The school’s aims are to:
- Provide a broad, balanced, challenging and enjoyable curriculum for all pupils.
- Develop pupil’s computational thinking skills that will benefit them throughout their lives.
- Meet the requirements of the national curriculum programmes of study for computing at Key Stage 1 and 2
- To respond to new developments in technology
- To equip pupils with the confidence and skills to use digital tools and technologies throughout their lives.
- To enhance and enrich learning in other areas of the curriculum using IT and computing.
- To develop the understanding of how to use computers and digital tools safely and responsibly.
The National Curriculum for Computing aims to ensure that all pupils:
- Can understand and apply the fundamental principles of computer science, including logic, algorithms, data representation, and communication
- Can analyse problems in computational terms, and have repeated practical experience of writing computer programs in order to solve such problems
- Can evaluate and apply information technology, including new or unfamiliar technologies, analytically to solve problems.
- Are responsible, competent, confident and creative users of information and communication technology
The National Curriculum purpose of study states:
‘The core of computing is computer science, in which pupils are taught the principles of information and computation, how digital systems work, and how to put this knowledge to use through programming. Building on this knowledge and understanding, pupils are equipped to use information technology to create programs, systems and a range of content. Computing also ensures that pupils become digitally literate – able to use, and express themselves and develop their ideas through, information and communication technology – at a level suitable for the future workplace and as active participants in a digital world’.
Therefore, our scheme of work is designed with three strands which run throughout:
- Computer Science
- Information technology
- Digital literacy
The Kapow National Curriculum mapping document shows which of the units cover each of the National Curriculum attainment targets as well as each of these three strands.
The Computing Progression of Skills document shows the skills that are taught within each year group and how these skills develop year on year to ensure attainment targets are securely met by the end of each key stage.
Our scheme is organised into five key areas, creating a cyclical route through which pupils can develop their computing knowledge and skills by revisiting and building on previous learning:
- Computer systems and networks
- Creating media
- Data handling
- Online safety
The implementation of our Computing scheme of work ensures a broad and balanced coverage of the National Curriculum requirements, and the ‘Skills showcase’ units provide pupils with the opportunity to learn and apply transferable skills. Where meaningful, units have been created to link to other subjects such as science, art, and music to enable the development of further transferable skills and genuine cross-curricular learning.
Lessons incorporate a range of teaching strategies from independent tasks, paired and group work as well as unplugged and digital activities. This variety means that lessons are engaging and appeal to those with a variety of learning styles. Knowledge organisers for each unit support pupils in building a foundation of factual knowledge by encouraging recall of key facts and vocabulary.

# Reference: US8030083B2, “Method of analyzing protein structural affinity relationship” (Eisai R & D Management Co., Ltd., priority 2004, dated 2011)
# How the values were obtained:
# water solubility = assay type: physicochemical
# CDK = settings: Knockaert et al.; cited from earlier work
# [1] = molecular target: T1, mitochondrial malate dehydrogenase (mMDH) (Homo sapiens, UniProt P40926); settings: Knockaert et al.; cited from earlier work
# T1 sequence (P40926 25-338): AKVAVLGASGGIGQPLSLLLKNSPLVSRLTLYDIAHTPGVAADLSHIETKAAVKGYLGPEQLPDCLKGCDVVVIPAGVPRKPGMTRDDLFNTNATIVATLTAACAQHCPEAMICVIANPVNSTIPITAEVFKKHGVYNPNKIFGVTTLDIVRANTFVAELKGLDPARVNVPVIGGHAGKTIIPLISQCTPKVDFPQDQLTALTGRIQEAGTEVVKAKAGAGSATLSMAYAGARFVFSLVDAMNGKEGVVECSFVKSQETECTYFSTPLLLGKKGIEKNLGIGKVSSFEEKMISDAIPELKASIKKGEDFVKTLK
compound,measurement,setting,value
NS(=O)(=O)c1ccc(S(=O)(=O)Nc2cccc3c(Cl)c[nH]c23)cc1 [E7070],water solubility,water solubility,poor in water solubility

Strong subject knowledge is vital for staff to be able to deliver a highly effective and robust computing curriculum. The units of lessons include teacher videos from Kapow to develop staff subject knowledge and support ongoing CPD. This supports teachers to feel confident delivering the computing curriculum and to deliver lessons of a high standard that ensure pupil progression.
We believe that all children have the right to access IT and computing. We recognise that in all classes there are children with particular teaching and learning requirements which go beyond the provision for that age range and if not addressed, could create barriers to learning. This includes more able pupils, those with SEND or those who have EAL. Teachers must take account of these requirements and plan, where necessary, to support individuals or groups of pupils to enable them to participate effectively in the curriculum and assessment activities. During any teaching activities, teachers should bear in mind that special arrangements could be made available to support individual pupils. Differentiated guidance is available for every lesson to ensure that lessons can be accessed by all pupils and opportunities to stretch pupils’ learning are available when required.
Resources and access
The school acknowledges the need to continually maintain, update and develop its resources and to make progress towards consistent, compatible computer systems by investing in resources that will effectively deliver the objectives of the National Curriculum and support the use of IT, computer science and digital literacy across the school. Teachers are required to inform the computing subject leader of any faults as soon as they are noticed. Computing network infrastructure and equipment has been sited so that:
- Every teacher from EYFS to Y6 has a laptop connected to the school network and an interactive whiteboard is available in each classroom.
- Internet access is available in all classrooms.
- Each class from Y1 – Y6 has an allocated session one afternoon per week for teaching computing as a discrete subject.
- We teach Online safety as the first lesson in each half term
- Laptops and iPads are available for use throughout the school day as part of computing lessons and for cross-curricular use.
- The school has a computing technician who is in school on Monday afternoons and Wednesday mornings.